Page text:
My goal however is to start seeing change as something exciting and even when it’s not so exciting, it’s still an opportunity to explore a new and different situation. The leaving of a good employee may mean the hiring of a better one. A friend relocating to Ice Land may mean new opportunities to hike up Mt. Esja or walk behind the Seljalandsfoss waterfall. 

You just never know what change will bring about, so my goal and your new challenge if you too are fearful about change, is to start seeing the positive aspects of change and even if there isn’t any, try creating one! That’s what I’m doing 🙂

Relationships Part 1: How are you benefiting?

In graduate school I learned that no one stays in a relationship that they aren’t benefiting from in one way or another. Even people in seriously dysfunctional relationships are there because they are benefiting from it.

What got me on this subject is that I was listening to a radio show where this woman was saying she kept going back and forth in an unhealthy relationship where she said she wasn’t benefiting from it at all. After listening for awhile it quickly became apparent that she was most definitely benefiting from it… sexually. The clue was when she said, “The only good part about the relationship is that the sex is good”, so indeed she does benefit from this relationship. That same day, I saw a client who is in her second abusive relationship (at least) and I couldn’t understand why she was choosing to stay with these abusive men. After a brief assessment I found out that she had an alcoholic and abusive father, so being in these relationships benefited her, even if unconsciously because they served to help recreate the destructive pattern of abuse and fear she had growing up and unfortunately had become accustomed to and perhaps even identified with as love. Often children who grow up witnessing domestic violence grow up accepting it as an adequate form of love and companionship.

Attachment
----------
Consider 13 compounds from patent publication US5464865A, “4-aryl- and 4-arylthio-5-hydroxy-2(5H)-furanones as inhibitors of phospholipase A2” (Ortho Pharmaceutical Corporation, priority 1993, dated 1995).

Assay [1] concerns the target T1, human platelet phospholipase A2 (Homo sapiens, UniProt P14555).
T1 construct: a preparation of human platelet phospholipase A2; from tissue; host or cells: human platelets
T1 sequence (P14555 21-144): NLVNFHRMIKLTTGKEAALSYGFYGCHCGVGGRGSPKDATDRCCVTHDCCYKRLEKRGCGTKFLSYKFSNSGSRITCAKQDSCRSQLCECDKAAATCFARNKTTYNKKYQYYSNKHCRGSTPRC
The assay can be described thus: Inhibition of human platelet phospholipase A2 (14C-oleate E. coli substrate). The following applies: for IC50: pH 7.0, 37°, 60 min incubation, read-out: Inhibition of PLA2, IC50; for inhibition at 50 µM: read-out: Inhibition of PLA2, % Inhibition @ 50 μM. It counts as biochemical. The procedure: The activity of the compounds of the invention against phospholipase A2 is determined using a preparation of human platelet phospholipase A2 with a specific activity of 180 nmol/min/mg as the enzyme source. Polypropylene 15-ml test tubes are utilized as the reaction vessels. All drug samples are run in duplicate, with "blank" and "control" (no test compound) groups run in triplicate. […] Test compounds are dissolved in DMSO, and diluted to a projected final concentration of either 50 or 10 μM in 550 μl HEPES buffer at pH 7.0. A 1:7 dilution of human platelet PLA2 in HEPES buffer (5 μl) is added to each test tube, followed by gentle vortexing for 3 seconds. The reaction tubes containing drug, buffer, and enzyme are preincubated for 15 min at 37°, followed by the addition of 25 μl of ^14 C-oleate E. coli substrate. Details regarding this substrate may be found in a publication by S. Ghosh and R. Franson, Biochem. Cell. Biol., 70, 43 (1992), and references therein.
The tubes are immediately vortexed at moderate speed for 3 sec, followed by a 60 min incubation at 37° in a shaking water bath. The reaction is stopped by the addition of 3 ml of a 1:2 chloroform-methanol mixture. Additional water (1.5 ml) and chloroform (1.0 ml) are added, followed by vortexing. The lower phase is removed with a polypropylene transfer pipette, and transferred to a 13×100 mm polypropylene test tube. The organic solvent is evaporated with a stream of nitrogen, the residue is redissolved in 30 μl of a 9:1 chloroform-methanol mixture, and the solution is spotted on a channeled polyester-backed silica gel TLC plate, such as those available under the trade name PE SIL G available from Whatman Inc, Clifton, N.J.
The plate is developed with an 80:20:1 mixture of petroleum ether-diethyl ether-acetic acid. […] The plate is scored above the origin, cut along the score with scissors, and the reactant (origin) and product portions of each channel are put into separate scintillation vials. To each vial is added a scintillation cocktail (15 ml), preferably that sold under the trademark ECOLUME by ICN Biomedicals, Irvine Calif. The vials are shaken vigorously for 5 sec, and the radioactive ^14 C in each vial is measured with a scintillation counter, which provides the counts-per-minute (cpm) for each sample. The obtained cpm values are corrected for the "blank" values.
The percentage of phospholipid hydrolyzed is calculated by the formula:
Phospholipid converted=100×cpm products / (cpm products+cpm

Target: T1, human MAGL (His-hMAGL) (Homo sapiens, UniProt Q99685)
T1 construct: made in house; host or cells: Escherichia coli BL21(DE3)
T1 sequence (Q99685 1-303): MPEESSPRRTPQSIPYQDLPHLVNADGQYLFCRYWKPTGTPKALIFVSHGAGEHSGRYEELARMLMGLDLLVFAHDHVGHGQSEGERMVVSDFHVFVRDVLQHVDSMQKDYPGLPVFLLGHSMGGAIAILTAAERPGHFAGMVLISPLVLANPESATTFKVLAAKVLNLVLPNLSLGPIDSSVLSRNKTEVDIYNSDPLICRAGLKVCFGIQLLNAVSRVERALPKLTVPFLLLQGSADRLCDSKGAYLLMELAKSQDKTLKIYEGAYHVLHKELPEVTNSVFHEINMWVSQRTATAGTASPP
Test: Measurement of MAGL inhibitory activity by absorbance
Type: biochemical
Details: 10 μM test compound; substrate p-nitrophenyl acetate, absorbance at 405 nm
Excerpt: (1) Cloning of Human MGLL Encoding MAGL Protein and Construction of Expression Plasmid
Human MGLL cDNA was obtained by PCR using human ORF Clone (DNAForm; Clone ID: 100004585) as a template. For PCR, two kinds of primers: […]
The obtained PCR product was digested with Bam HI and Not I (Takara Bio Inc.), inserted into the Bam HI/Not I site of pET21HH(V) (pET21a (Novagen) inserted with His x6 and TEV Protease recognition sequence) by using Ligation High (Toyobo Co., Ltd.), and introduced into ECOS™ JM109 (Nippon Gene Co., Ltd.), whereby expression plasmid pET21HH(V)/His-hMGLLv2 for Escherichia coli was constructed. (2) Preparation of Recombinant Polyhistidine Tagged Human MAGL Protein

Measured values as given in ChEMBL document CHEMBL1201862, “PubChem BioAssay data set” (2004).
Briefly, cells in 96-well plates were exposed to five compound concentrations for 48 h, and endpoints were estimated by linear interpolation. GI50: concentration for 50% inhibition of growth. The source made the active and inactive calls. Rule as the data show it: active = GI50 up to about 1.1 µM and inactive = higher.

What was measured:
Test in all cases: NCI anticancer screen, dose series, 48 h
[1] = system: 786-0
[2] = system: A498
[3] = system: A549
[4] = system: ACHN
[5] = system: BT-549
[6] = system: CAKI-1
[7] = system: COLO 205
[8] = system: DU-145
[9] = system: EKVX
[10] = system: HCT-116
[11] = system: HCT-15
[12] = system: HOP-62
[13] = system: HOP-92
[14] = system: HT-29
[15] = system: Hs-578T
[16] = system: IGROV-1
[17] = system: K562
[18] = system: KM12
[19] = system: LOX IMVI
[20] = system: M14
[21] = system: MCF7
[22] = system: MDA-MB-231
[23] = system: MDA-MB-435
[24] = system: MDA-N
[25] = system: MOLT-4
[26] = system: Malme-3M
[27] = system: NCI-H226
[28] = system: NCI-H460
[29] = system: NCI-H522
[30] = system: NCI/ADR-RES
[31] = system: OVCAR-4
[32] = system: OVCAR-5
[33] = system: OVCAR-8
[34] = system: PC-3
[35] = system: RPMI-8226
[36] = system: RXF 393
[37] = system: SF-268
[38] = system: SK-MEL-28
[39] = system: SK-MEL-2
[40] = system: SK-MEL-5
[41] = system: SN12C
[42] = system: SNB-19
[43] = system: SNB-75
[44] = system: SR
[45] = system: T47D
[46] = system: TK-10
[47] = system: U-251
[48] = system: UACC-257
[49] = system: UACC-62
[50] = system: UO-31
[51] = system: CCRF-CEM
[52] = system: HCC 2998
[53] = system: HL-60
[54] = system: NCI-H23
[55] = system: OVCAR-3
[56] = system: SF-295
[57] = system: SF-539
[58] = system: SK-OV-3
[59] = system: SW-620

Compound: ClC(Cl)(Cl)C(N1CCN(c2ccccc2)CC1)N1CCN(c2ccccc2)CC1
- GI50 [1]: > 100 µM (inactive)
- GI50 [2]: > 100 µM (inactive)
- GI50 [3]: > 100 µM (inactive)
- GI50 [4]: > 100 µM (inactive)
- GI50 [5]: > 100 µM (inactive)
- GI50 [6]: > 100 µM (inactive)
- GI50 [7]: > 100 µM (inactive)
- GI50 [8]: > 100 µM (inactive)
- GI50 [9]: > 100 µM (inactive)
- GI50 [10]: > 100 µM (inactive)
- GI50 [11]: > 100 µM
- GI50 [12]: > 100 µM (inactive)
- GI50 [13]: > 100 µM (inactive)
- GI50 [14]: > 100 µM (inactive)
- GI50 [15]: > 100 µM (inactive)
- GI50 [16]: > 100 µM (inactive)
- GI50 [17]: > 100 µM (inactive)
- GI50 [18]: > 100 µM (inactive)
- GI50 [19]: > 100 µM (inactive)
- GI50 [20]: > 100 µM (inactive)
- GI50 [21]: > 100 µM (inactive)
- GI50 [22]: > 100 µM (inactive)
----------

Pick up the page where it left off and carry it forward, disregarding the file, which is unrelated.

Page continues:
Look at the relationships around you, especially those you are most uncomfortable with for whatever reason and dig deeper to see where and how you are benefiting from it. That insight will serve as the catalyst needed to either break free from a destructive relationship or mend one that needs healing.

Appreciation